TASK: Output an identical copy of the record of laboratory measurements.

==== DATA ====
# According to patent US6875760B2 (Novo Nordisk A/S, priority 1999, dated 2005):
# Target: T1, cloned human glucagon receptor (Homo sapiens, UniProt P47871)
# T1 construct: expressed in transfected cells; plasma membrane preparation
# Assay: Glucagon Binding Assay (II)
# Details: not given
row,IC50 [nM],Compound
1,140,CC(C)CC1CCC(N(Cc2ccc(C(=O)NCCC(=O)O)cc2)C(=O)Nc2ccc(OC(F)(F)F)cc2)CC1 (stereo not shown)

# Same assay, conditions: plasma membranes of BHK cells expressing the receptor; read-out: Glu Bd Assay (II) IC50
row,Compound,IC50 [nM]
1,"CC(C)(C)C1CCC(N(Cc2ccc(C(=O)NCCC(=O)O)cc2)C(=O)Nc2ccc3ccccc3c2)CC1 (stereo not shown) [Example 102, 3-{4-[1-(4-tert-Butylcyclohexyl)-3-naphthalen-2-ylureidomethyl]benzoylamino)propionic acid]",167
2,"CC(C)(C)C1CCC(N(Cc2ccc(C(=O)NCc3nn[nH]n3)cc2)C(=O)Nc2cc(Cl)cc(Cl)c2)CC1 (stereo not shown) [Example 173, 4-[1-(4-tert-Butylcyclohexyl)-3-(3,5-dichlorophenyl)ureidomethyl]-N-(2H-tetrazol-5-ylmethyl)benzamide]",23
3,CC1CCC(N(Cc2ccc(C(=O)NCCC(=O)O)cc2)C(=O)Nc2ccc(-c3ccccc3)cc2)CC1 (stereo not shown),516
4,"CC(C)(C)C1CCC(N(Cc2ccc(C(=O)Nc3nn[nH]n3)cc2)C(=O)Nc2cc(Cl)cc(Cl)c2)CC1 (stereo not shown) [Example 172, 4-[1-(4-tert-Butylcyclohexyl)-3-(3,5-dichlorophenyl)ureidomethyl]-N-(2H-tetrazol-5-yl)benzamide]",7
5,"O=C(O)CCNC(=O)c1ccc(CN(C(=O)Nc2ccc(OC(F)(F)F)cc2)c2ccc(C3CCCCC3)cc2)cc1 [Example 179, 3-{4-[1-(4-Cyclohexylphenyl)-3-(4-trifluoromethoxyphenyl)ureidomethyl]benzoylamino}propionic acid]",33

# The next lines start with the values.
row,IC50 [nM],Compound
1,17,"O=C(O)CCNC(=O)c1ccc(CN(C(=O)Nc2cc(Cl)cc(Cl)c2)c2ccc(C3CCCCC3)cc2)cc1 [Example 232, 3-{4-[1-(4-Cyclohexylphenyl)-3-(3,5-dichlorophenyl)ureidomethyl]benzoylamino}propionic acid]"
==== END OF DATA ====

# According to patent US6875760B2 (Novo Nordisk A/S, priority 1999, dated 2005):
# Target: T1, cloned human glucagon receptor (Homo sapiens, UniProt P47871)
# T1 construct: expressed in transfected cells; plasma membrane preparation
# Assay: Glucagon Binding Assay (II)
# Details: not given
row,IC50 [nM],Compound
1,140,CC(C)CC1CCC(N(Cc2ccc(C(=O)NCCC(=O)O)cc2)C(=O)Nc2ccc(OC(F)(F)F)cc2)CC1 (stereo not shown)

# Same assay, conditions: plasma membranes of BHK cells expressing the receptor; read-out: Glu Bd Assay (II) IC50
row,Compound,IC50 [nM]
1,"CC(C)(C)C1CCC(N(Cc2ccc(C(=O)NCCC(=O)O)cc2)C(=O)Nc2ccc3ccccc3c2)CC1 (stereo not shown) [Example 102, 3-{4-[1-(4-tert-Butylcyclohexyl)-3-naphthalen-2-ylureidomethyl]benzoylamino)propionic acid]",167
2,"CC(C)(C)C1CCC(N(Cc2ccc(C(=O)NCc3nn[nH]n3)cc2)C(=O)Nc2cc(Cl)cc(Cl)c2)CC1 (stereo not shown) [Example 173, 4-[1-(4-tert-Butylcyclohexyl)-3-(3,5-dichlorophenyl)ureidomethyl]-N-(2H-tetrazol-5-ylmethyl)benzamide]",23
3,CC1CCC(N(Cc2ccc(C(=O)NCCC(=O)O)cc2)C(=O)Nc2ccc(-c3ccccc3)cc2)CC1 (stereo not shown),516
4,"CC(C)(C)C1CCC(N(Cc2ccc(C(=O)Nc3nn[nH]n3)cc2)C(=O)Nc2cc(Cl)cc(Cl)c2)CC1 (stereo not shown) [Example 172, 4-[1-(4-tert-Butylcyclohexyl)-3-(3,5-dichlorophenyl)ureidomethyl]-N-(2H-tetrazol-5-yl)benzamide]",7
5,"O=C(O)CCNC(=O)c1ccc(CN(C(=O)Nc2ccc(OC(F)(F)F)cc2)c2ccc(C3CCCCC3)cc2)cc1 [Example 179, 3-{4-[1-(4-Cyclohexylphenyl)-3-(4-trifluoromethoxyphenyl)ureidomethyl]benzoylamino}propionic acid]",33

# The next lines start with the values.
row,IC50 [nM],Compound
1,17,"O=C(O)CCNC(=O)c1ccc(CN(C(=O)Nc2cc(Cl)cc(Cl)c2)c2ccc(C3CCCCC3)cc2)cc1 [Example 232, 3-{4-[1-(4-Cyclohexylphenyl)-3-(3,5-dichlorophenyl)ureidomethyl]benzoylamino}propionic acid]"